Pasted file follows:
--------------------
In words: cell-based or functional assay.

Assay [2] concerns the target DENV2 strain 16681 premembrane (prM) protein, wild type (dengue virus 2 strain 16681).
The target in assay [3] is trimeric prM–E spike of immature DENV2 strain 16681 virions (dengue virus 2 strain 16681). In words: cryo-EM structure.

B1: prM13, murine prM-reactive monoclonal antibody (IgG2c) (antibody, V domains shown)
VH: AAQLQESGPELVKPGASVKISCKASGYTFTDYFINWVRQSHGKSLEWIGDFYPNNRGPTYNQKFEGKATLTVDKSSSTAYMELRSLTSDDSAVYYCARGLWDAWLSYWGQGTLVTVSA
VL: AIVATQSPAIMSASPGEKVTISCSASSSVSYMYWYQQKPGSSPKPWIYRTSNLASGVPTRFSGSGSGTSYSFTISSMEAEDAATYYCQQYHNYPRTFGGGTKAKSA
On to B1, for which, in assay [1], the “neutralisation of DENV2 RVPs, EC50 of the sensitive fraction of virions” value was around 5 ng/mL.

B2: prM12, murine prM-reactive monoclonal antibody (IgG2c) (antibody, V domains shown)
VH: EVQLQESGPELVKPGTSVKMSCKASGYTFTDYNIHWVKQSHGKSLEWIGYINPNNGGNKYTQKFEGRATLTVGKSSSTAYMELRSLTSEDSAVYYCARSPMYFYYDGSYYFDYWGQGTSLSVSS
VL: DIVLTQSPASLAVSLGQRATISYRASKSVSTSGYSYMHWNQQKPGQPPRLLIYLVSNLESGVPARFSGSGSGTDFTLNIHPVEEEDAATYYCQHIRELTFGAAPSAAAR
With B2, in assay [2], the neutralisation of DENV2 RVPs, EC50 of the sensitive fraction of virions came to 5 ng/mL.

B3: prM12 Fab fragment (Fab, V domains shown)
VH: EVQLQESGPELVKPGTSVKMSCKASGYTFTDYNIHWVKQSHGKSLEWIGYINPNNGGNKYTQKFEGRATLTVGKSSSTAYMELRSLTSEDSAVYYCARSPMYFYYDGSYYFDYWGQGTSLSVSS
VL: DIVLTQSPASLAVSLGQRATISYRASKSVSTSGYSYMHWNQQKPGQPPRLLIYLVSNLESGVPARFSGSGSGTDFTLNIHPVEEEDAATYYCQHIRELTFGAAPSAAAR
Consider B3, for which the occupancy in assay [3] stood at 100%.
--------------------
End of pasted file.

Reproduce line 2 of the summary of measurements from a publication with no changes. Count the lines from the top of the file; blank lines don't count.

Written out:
Assay [2] concerns the target DENV2 strain 16681 premembrane (prM) protein, wild type (dengue virus 2 strain 16681).